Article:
What is Obesity? – Causes, Effects, Treatment And More

What Is Obesity?

Body mass index (BMI) is a calculation that measures body size by taking into account a person's weight and height. According to adults, obesity is defined as a
BMI of 30.0 or higher, according to the Centers for Disease Control and Prevention (CDC). Obesity is associated with an increased risk of serious illnesses such as type 2 diabetes, heart disease, and cancer. But BMI isn't everything. There are some restrictions as a countermeasure.

Factors such as age, gender, ethnicity, and muscle mass can affect the relationship between BMI and body fat, according to one study. BMI is still widely used as a method of measuring body size.

How Is Obesity Classified?

The following are used for adults over the age of 20.


18.5 or below - underweight

18.5 to <25.0 - normal Weight

25.0 to <30.0 - overweight

30.0 to <35.0 - Class 1 Obesity

35.0 to <40.0 - Class 2 Obesity

40.0 or above - Class 3 Obesity

What Causes Obesity?

Eating more calories than you burn during your daily activities and exercise can lead to obesity in the long run. Over time, these extra calories add up, leading to weight gain.

But it's not just about calorie intake and excretion, or a sedentary lifestyle. These are certainly the causes of obesity, but some causes are out of control.

The Common Specific Causes Of Obesity Are:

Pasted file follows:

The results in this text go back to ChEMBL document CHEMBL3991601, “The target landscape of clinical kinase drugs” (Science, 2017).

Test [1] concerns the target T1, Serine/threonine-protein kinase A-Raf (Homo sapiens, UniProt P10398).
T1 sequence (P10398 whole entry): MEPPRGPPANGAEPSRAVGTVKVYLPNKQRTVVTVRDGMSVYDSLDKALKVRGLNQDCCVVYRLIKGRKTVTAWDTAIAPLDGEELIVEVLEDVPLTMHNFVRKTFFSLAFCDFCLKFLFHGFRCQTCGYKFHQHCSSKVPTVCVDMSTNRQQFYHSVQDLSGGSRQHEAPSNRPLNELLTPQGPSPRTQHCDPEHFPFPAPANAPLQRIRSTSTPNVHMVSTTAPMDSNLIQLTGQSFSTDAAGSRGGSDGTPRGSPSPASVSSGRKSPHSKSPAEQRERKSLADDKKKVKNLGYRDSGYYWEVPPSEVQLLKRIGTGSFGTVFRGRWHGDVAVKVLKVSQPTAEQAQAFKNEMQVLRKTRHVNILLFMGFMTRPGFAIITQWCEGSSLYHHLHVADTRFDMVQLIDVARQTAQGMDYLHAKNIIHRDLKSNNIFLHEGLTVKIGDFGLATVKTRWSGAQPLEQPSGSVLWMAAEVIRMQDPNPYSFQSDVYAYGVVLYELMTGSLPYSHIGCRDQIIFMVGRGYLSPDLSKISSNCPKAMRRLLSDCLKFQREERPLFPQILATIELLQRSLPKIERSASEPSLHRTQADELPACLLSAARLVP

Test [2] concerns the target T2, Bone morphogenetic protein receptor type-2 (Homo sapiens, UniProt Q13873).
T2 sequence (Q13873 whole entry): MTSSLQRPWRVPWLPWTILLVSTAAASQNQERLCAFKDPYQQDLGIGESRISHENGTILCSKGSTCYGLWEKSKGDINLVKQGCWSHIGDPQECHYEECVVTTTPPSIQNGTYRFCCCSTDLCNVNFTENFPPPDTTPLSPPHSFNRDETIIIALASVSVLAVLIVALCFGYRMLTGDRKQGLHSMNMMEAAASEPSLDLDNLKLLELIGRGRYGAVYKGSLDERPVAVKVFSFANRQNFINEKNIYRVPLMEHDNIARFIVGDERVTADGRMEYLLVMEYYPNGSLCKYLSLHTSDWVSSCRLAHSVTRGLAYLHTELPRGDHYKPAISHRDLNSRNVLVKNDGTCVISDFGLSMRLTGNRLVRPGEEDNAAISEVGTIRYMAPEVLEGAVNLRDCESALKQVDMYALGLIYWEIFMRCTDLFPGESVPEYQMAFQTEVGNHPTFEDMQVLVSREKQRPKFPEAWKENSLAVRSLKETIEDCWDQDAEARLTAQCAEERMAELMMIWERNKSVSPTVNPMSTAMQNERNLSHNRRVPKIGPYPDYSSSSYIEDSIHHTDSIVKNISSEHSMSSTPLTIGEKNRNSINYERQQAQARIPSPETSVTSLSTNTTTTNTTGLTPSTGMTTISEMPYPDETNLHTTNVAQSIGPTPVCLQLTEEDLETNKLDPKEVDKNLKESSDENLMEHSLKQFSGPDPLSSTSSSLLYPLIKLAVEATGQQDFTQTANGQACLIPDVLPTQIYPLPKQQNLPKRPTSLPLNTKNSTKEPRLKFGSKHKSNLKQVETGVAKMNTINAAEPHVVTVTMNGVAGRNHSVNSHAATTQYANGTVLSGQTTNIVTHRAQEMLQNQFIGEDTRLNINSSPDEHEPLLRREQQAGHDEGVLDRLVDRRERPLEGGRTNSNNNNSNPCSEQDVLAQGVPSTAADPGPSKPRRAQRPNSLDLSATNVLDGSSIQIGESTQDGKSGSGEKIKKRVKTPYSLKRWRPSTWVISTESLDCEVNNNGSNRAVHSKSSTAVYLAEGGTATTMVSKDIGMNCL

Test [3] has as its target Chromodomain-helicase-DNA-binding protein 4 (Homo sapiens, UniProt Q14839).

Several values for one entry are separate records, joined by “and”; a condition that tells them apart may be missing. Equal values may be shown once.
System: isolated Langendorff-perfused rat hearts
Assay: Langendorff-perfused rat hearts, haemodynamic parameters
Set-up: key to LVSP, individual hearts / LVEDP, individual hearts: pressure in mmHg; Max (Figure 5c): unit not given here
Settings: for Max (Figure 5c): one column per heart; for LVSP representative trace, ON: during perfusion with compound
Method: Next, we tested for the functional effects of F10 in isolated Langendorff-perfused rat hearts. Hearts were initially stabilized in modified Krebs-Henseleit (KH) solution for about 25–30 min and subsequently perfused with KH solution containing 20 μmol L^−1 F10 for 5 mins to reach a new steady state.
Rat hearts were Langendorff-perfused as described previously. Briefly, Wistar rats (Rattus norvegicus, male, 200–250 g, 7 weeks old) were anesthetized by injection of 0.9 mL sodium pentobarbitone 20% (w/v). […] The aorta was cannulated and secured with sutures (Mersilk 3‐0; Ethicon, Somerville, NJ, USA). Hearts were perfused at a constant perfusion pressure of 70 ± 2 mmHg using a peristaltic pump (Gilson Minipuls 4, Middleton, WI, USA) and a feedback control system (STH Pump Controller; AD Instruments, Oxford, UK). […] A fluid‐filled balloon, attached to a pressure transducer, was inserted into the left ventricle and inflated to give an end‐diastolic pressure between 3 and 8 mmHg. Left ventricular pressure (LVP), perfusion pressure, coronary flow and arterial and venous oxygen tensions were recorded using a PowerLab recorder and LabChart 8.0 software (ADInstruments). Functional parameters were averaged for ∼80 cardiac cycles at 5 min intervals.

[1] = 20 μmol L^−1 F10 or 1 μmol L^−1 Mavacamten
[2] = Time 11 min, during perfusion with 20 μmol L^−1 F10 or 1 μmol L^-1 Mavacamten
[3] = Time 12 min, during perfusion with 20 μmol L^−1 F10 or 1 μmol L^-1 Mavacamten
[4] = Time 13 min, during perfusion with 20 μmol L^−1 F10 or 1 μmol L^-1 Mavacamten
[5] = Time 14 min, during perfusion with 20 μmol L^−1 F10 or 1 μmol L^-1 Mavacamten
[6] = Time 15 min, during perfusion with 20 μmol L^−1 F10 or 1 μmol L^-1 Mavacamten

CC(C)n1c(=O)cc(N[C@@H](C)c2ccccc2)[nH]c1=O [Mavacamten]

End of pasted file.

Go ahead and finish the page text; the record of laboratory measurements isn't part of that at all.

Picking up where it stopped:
• Genetics can affect how the body processes food into energy and how it stores fat.

• As you get older, you lose muscle mass, your metabolic rate decreases, and you are more likely to gain weight.

• Not getting enough sleep can change hormones, make you feel hungry, and want high-calorie foods.

• Pregnancy, because weight gain during pregnancy is difficult to lose and can eventually lead to obesity.

Some Health Conditions Can Also Lead To Obesity - These Include:

• Polycystic ovary syndrome (PCOS), a condition that causes imbalances between female reproductive hormones

• Prader-Willi Syndrome, a rare disorder at birth that causes excessive hunger

• Cushing's Syndrome, a condition caused by high levels of cortisol (stress hormone) in your system.

Hypothyroidism, a condition in which the thyroid gland does not produce enough important hormones.

• Osteoarthritis and other conditions that cause pain can in turn lead to decreased activity which causes weight gain.

How Does Obesity Affect The Body?

People who live with obesity are more likely to develop a variety of serious medical problems. These health problems affect almost every part of the body, including the heart, brain, blood vessels, gallbladder, liver, bones, and joints.

How obesity affects different parts of the body.

Nervous System

Being overweight or obese greatly increases the risk of stroke and prevents blood from flowing into the brain. Obesity can also have a significant impact on your mental health. These include increased risk of depression, low self-esteem, and body image problems.

Respiratory System

Fat buildup around the neck can narrow the airways too much, making it difficult to breathe at night. This is called sleep apnea. People with sleep apnea may stop breathing for a short time.

Digestive System

Obesity is associated with an increased risk of gastroesophageal reflux disease (GERD). Gastroesophageal reflux disease occurs when acid leaks from the stomach into the esophagus. Obesity may also lead to an increase in the risk of developing gallstones. This is when bile accumulates in the gall bladder and hardens. This may require surgery. Fat also accumulates around the liver and can lead to liver damage, scar tissue, and even liver failure.

Cardiovascular And Endocrine Systems

In obese people, the heart has to work harder to pump blood into the body. This leads to high blood pressure. Stroke is mainly caused by high blood pressure.